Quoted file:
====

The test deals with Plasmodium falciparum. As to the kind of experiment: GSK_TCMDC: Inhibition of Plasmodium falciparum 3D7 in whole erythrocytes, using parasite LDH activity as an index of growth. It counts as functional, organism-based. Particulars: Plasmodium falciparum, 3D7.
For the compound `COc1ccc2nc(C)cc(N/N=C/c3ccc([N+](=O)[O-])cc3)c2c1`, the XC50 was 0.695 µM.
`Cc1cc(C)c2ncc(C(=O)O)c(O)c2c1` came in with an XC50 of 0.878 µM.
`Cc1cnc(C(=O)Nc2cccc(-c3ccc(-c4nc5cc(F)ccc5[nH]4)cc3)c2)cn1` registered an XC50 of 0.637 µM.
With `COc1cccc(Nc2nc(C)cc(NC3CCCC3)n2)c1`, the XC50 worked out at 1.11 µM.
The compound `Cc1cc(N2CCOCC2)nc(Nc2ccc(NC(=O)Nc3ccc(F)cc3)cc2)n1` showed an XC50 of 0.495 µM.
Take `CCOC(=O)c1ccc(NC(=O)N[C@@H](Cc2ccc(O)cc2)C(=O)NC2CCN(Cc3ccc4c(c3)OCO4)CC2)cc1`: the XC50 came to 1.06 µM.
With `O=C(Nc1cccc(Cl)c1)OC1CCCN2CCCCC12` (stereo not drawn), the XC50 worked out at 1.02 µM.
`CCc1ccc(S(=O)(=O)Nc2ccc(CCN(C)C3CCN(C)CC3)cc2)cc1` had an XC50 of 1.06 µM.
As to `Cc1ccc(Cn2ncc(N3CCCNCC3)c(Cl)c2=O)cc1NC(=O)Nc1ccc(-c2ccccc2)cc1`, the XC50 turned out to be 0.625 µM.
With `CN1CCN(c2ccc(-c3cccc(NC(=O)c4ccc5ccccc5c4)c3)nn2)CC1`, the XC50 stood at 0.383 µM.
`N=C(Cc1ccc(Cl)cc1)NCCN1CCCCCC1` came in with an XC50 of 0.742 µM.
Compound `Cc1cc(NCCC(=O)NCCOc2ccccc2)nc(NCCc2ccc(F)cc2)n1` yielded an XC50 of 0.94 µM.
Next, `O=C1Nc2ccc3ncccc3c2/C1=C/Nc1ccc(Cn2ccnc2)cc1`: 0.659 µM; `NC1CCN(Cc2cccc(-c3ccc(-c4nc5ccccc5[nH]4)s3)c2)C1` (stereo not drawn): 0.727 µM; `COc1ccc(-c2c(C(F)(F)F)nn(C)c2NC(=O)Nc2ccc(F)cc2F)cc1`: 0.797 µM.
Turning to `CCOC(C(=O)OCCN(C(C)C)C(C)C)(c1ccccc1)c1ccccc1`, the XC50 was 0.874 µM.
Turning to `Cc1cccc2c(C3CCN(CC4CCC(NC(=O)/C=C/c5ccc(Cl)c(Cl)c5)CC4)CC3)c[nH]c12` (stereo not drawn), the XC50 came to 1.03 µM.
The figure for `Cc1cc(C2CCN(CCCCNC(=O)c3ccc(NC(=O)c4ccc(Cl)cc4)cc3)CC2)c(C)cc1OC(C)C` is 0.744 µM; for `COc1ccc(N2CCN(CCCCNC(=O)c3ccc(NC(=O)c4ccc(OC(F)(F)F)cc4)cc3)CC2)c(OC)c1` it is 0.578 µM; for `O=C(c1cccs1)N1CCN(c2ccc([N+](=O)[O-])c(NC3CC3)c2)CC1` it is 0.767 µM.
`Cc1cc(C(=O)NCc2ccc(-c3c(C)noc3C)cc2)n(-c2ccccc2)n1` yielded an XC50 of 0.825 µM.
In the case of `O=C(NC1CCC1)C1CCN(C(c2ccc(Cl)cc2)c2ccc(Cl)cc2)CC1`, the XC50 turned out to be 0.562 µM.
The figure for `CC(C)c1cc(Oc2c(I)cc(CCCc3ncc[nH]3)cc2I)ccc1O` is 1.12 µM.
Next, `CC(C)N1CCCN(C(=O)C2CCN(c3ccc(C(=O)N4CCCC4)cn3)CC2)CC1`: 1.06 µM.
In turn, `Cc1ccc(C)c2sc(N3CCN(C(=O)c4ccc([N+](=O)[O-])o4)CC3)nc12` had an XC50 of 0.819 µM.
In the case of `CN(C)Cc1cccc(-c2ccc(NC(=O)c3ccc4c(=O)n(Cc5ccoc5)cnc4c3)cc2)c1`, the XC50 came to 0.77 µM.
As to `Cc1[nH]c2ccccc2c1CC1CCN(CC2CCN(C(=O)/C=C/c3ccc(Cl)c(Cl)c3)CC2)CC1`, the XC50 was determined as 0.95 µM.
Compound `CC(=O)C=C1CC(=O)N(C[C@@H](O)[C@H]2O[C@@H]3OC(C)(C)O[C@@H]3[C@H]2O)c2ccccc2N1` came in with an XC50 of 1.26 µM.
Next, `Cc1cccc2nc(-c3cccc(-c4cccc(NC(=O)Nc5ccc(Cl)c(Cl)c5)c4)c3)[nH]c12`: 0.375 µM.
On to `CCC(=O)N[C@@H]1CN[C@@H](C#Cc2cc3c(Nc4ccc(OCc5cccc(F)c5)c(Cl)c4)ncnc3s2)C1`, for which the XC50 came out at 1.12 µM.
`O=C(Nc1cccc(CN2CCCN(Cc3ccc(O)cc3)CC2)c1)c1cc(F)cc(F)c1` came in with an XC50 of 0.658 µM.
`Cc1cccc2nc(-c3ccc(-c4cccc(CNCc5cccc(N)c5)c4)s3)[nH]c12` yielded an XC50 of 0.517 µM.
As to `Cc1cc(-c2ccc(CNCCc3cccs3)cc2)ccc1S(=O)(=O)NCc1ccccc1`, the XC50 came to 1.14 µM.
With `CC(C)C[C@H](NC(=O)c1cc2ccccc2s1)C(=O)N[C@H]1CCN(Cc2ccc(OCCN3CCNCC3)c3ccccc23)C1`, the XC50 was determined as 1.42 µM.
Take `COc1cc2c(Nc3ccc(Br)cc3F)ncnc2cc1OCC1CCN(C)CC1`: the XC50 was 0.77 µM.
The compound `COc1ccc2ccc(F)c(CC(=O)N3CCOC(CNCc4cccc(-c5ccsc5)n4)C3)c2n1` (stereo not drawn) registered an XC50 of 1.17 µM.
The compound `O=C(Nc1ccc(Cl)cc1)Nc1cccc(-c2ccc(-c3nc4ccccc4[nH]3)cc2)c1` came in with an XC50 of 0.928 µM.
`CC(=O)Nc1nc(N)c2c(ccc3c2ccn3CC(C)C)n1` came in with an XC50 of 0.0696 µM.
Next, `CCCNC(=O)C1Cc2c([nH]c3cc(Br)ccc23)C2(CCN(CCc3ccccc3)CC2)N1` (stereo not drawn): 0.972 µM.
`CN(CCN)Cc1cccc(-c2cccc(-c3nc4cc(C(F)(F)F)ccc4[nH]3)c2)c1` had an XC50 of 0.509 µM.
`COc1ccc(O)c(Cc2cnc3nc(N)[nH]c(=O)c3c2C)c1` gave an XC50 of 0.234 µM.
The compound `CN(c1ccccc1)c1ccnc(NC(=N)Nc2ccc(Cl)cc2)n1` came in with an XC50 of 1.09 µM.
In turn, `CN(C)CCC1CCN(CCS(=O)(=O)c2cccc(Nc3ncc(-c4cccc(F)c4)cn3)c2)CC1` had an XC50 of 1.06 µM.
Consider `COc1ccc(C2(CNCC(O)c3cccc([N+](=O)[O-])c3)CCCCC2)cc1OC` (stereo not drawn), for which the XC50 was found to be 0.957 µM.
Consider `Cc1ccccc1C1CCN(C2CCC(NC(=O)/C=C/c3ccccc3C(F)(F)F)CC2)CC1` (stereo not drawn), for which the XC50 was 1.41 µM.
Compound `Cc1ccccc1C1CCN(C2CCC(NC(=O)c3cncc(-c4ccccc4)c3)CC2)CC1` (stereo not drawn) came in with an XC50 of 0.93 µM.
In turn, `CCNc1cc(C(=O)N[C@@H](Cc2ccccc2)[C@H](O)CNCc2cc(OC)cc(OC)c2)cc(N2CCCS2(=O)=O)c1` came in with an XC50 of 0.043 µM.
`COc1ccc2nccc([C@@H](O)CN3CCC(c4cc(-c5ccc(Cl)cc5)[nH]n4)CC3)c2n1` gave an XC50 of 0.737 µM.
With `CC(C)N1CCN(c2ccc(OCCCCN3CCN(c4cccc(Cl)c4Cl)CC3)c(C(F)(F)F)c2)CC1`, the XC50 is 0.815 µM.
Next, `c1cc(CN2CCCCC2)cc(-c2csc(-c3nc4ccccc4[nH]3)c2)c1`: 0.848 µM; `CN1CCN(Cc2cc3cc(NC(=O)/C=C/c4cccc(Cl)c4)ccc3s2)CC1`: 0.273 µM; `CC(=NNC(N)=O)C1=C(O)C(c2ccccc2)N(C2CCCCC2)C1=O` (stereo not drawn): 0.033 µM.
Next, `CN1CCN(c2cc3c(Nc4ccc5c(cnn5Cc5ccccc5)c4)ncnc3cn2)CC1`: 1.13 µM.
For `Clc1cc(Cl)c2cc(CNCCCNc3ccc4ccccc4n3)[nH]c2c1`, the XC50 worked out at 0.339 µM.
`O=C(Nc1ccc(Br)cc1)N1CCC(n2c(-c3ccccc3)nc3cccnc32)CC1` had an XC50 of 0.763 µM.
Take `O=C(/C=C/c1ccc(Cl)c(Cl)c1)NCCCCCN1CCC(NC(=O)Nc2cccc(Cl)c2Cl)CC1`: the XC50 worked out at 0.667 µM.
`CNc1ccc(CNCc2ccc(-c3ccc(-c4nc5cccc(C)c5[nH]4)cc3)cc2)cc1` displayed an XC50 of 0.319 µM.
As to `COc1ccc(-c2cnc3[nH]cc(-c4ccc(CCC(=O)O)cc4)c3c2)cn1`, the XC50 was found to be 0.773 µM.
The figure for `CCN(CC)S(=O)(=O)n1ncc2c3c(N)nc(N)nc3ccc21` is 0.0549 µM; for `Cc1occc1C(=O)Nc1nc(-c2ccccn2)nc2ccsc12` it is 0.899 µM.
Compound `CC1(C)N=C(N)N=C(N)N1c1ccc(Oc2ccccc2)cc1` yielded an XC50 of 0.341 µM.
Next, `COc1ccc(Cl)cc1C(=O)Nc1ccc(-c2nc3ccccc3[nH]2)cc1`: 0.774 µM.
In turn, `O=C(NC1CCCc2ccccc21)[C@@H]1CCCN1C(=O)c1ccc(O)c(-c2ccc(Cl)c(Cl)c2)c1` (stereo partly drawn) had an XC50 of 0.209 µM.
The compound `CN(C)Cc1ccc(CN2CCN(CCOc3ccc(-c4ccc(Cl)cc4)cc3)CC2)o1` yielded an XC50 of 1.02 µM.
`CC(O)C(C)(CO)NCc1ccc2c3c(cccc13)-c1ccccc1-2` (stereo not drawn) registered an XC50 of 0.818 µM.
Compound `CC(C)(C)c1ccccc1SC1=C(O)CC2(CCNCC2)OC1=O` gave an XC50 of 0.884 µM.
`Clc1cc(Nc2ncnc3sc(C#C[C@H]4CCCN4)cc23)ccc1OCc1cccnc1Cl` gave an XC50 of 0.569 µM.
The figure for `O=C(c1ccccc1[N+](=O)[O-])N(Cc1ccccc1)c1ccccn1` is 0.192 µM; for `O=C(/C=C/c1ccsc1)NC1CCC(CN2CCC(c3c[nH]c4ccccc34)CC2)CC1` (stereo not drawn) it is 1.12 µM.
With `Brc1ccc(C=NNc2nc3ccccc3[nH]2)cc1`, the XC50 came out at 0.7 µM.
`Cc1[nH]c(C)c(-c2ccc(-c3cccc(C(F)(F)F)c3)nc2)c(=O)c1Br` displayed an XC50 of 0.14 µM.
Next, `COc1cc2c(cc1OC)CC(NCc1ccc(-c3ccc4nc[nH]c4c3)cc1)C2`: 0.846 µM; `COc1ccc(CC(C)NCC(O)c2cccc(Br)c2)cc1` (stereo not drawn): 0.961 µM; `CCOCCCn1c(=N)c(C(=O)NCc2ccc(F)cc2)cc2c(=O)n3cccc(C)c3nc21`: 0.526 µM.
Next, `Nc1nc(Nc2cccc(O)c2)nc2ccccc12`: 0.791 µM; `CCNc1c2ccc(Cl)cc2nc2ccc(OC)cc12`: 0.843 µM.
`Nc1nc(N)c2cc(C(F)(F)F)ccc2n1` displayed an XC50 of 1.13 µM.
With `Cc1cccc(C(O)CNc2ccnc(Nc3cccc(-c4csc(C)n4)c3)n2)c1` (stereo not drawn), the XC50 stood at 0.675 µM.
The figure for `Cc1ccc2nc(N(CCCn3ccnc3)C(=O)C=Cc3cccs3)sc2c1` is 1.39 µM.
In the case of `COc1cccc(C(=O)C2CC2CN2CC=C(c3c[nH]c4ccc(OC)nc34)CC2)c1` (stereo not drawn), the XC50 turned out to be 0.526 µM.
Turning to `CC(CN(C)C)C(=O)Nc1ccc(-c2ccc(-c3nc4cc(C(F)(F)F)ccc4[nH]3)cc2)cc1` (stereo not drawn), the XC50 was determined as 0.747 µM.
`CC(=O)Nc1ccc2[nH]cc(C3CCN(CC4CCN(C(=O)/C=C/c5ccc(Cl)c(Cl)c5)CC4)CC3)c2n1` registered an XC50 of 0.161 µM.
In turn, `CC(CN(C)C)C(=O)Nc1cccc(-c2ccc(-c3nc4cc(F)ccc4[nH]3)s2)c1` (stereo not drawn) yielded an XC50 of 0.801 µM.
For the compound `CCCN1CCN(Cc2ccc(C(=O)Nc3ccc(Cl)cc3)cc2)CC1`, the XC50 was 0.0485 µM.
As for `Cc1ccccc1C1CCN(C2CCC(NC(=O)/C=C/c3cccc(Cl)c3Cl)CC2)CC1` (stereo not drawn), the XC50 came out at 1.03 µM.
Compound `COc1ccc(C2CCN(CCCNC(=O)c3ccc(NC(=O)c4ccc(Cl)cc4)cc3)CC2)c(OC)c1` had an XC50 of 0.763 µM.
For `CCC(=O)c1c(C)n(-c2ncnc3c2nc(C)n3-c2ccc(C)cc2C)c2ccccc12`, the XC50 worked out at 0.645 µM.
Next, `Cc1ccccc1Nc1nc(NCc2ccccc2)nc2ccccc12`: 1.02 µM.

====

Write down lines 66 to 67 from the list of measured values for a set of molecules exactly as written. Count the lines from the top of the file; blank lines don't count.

Next, `Nc1nc(Nc2cccc(O)c2)nc2ccccc12`: 0.791 µM; `CCNc1c2ccc(Cl)cc2nc2ccc(OC)cc12`: 0.843 µM.
`Nc1nc(N)c2cc(C(F)(F)F)ccc2n1` displayed an XC50 of 1.13 µM.